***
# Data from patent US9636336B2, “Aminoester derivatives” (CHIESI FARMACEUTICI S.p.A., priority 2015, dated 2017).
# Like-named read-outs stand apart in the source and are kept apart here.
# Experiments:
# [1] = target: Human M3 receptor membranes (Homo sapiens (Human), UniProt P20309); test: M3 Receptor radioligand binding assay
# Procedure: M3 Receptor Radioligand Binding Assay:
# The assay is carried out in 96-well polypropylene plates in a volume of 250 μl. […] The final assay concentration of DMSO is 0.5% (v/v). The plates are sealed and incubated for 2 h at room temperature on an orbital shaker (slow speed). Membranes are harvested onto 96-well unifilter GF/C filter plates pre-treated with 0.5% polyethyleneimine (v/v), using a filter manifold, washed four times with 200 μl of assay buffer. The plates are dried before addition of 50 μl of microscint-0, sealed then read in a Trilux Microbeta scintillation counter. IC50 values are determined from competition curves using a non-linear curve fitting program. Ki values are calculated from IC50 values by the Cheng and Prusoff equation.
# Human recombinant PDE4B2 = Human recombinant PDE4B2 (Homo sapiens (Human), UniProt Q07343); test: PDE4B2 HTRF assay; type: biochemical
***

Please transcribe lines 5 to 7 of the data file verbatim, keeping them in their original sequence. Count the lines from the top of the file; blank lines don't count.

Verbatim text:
# Procedure: M3 Receptor Radioligand Binding Assay:
# The assay is carried out in 96-well polypropylene plates in a volume of 250 μl. […] The final assay concentration of DMSO is 0.5% (v/v). The plates are sealed and incubated for 2 h at room temperature on an orbital shaker (slow speed). Membranes are harvested onto 96-well unifilter GF/C filter plates pre-treated with 0.5% polyethyleneimine (v/v), using a filter manifold, washed four times with 200 μl of assay buffer. The plates are dried before addition of 50 μl of microscint-0, sealed then read in a Trilux Microbeta scintillation counter. IC50 values are determined from competition curves using a non-linear curve fitting program. Ki values are calculated from IC50 values by the Cheng and Prusoff equation.
# Human recombinant PDE4B2 = Human recombinant PDE4B2 (Homo sapiens (Human), UniProt Q07343); test: PDE4B2 HTRF assay; type: biochemical